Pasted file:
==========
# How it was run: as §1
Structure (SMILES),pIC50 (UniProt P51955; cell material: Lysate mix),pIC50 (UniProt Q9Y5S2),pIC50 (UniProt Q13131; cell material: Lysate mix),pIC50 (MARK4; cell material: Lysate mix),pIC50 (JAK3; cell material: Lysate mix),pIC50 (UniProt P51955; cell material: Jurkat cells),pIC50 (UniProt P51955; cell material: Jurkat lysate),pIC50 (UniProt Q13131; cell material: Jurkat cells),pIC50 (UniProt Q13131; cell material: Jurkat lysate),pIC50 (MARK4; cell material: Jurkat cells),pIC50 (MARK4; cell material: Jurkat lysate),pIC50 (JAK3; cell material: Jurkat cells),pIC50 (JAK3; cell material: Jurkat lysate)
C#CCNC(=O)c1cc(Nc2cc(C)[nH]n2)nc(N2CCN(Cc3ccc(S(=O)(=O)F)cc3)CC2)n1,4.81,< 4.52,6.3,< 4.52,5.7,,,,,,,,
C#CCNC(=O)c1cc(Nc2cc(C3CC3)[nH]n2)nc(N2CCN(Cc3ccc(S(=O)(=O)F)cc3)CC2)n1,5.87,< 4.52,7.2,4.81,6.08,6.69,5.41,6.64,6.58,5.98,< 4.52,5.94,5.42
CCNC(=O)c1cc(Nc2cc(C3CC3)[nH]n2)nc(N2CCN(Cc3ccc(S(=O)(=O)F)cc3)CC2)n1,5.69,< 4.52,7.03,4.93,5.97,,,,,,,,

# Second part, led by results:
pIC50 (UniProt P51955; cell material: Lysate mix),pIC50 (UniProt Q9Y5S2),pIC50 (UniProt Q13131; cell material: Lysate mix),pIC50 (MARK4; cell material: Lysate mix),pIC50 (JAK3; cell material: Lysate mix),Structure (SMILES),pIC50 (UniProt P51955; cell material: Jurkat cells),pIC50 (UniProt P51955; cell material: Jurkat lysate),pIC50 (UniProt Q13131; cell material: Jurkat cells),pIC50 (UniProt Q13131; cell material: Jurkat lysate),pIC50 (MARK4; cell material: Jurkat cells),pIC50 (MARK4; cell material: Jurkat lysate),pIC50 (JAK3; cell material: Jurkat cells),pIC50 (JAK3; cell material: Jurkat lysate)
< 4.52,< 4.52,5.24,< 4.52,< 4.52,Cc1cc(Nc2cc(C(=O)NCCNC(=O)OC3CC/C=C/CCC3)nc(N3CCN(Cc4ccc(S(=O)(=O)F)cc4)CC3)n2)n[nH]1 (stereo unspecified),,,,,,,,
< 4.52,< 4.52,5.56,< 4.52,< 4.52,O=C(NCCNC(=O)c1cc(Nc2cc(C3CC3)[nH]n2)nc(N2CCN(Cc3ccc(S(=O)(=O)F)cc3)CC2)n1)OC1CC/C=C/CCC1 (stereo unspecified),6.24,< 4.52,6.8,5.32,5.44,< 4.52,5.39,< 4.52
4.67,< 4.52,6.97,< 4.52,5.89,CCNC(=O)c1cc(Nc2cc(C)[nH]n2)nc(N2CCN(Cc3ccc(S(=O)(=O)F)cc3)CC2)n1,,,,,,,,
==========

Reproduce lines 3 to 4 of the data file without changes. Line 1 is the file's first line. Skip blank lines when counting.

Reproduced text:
C#CCNC(=O)c1cc(Nc2cc(C)[nH]n2)nc(N2CCN(Cc3ccc(S(=O)(=O)F)cc3)CC2)n1,4.81,< 4.52,6.3,< 4.52,5.7,,,,,,,,
C#CCNC(=O)c1cc(Nc2cc(C3CC3)[nH]n2)nc(N2CCN(Cc3ccc(S(=O)(=O)F)cc3)CC2)n1,5.87,< 4.52,7.2,4.81,6.08,6.69,5.41,6.64,6.58,5.98,< 4.52,5.94,5.42